Other Means to Engage Change

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Fish drying at Nondalton.

In addition to the state administered BOF and BOG there are other processes (state and federal) that one can engage with regard to fish, wildlife, and our natural environments in Alaska. For example, the Department of Forestry, has a process nearly opposite of the BOF or BOG. Regulations and policy changes are proposed and then receive public comment to address the publics concerns. On the federal side, the Federal Subsistence Board is the federal body that regulates subsistence regulations on federal lands that compose 60% of Alaska. Much like the BOF and BOG, the federal structure has local input through Regional Advisory Councils that address regulatory proposals and, like the state ACs, are designed to speak for a community or collection of communities.

Openness Adds Complexity

The state BOF and BOG process could arguably be one of the most open public processes in Alaska; however, that process can lead to complex regulations that can be confusing to understand. Anyone can submit a proposal about any change they desire. Often the BOF and BOG try very hard to minimize complexity and confusion but often many of the proposals do pass and become regulation. When you stack up 50-60 years of fishing, hunting, and trapping regulatory change that was focused on small localized areas, specific fish or wildlife populations, or specific user groups, regulations can become very complicated, nuanced, and confusing. As much as possible the boards try to reduce regulatory complexity and confusion; however, because of the nature of the very open BOF and BOG, it can be difficult to streamline regulations and can even cause people to stop participating in fishing and hunting.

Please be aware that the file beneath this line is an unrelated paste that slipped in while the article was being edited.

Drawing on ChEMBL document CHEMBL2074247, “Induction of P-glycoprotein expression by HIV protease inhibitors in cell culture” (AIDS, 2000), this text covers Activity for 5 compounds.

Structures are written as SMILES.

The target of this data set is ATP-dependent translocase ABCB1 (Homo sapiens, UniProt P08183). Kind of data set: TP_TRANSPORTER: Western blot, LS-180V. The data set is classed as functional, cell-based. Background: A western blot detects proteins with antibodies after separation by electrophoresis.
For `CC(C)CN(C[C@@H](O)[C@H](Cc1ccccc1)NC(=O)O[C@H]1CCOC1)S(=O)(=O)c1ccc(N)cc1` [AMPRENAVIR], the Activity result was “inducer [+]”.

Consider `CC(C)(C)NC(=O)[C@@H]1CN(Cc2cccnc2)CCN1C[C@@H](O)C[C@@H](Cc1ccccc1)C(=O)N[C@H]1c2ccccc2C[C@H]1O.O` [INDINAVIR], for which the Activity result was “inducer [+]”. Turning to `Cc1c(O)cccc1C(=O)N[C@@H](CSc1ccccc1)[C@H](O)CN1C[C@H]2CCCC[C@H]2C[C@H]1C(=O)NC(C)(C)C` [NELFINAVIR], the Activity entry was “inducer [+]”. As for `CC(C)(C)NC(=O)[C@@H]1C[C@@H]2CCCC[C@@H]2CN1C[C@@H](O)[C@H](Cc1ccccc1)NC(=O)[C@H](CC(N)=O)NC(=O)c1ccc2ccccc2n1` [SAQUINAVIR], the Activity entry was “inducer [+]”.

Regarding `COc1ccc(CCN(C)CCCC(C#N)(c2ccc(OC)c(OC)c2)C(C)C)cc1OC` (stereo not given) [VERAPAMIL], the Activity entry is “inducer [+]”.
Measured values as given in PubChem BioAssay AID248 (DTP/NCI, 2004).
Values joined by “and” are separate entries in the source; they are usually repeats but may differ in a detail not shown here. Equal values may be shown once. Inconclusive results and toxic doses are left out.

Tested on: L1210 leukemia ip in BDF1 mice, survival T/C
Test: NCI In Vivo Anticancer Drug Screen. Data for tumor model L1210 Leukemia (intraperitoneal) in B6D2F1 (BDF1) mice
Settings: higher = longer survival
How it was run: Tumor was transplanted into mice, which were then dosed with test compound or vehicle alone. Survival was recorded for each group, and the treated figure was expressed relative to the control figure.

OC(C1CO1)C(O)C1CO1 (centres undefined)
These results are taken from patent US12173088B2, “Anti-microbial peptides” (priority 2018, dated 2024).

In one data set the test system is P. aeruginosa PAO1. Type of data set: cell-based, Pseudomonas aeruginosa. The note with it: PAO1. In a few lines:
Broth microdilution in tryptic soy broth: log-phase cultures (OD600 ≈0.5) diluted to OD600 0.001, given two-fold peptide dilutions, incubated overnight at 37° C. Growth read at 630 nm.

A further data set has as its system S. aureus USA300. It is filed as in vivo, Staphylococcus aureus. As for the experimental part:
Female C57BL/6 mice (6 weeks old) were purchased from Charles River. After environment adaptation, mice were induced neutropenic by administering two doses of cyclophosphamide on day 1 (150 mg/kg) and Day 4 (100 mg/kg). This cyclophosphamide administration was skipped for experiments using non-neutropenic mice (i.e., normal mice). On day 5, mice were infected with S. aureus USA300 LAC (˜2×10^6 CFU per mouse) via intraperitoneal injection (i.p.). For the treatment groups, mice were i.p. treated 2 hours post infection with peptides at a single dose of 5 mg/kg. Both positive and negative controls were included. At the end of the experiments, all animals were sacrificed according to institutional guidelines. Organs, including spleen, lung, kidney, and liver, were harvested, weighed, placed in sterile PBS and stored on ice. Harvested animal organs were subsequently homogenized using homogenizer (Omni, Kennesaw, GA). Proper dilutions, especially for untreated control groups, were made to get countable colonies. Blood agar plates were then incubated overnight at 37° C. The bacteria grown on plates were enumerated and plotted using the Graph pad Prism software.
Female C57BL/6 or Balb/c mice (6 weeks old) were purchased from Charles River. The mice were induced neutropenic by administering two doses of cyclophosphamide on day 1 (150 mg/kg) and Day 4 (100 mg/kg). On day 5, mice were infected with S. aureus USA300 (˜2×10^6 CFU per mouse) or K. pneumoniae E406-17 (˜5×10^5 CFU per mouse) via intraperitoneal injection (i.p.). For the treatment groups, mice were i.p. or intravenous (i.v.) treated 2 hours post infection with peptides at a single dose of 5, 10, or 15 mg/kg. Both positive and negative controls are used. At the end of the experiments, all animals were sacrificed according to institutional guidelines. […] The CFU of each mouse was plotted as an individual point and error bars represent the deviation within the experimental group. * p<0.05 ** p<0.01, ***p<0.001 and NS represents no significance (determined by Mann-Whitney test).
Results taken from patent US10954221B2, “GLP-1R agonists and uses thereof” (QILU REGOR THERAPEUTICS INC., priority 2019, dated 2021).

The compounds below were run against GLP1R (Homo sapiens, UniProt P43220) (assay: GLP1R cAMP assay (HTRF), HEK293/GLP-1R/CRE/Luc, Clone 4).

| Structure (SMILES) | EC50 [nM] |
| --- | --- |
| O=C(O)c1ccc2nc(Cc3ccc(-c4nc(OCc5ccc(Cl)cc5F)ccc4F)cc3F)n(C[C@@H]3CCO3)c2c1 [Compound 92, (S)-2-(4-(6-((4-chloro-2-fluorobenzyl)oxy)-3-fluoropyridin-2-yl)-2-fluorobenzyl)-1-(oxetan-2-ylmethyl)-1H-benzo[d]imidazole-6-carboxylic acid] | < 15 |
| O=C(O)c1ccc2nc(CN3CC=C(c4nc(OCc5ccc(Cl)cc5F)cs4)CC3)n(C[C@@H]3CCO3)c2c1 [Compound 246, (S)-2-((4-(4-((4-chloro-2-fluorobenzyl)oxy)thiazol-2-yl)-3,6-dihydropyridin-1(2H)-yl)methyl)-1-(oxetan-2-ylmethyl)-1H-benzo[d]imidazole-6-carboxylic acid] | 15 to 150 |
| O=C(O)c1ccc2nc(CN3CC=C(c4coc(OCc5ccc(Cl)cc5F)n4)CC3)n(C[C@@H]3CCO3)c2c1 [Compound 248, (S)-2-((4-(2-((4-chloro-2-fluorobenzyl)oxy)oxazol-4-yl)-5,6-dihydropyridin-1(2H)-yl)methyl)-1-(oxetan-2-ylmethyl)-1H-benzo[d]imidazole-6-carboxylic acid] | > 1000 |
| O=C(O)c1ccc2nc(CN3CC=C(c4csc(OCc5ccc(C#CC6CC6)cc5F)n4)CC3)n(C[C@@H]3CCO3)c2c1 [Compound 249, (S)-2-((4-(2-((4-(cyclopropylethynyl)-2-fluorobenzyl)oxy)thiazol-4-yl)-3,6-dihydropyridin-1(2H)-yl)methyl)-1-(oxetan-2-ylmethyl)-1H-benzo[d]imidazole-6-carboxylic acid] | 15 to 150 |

Fewer Hunters and Anglers

There are a wide variety of reasons that folks choose to avoid or stop participating in fishing, hunting, and trapping. Nationally and in Alaska, this trend has been increasing. As a result, this means fewer license sales, fewer federal PR and DJ funds to match, lower participation rates in the regulatory process, and ultimately fewer people that engage the PTD and the management of our shared resources. One big reason is that as hunters reach their mid-sixties, they tend to stop hunting - they “age-out” of the activity.

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A black bear at the Mendenhall Glacier. Wildlife viewers benefit from sound wildlife management, just as "consumptive" users do.

In addition, it is becoming increasingly common for fewer and fewer state fish and wildlife agency staff to buy fishing and hunting licenses, engage their own states regulatory process, or frankly even understand the PTD and its value on delineating our shared resources. In general, fewer young people are buying licenses or purchasing firearms, fishing rods, and reels. In part, that’s because in many areas of the Lower 48, there are fewer places available to hunt and fish. But many people still enjoy the outdoors, and are participating in wildlife viewing, bird watching, photography, and hiking. These activities are not currently designed to provide financial feedback to fish and wildlife management, as license sales and PR and DJ funds have, to support the resources these folks are enjoying.

What does this mean for our fish and wildlife resources in terms of funding management, research, monitoring, and education? What does this mean for the long-term health of our fish and wildlife in this country? How should the state agencies, tasked with safeguarding these resources, fund and manage against habitat destruction, overharvest, disease monitoring, and predation for the benefit of the increasing non-consumptive users? These are the topics that will be explored in more detail in the final article of this series.

Until then, make a pledge (and bring a friend) to engage, at any level, the management of your fish and wildlife resources. Attend a local AC or BOF meeting, stop complaining and submit a proposal, and buy a fishing, hunting, or trapping license. Make your voice heard!

More about the Board of Game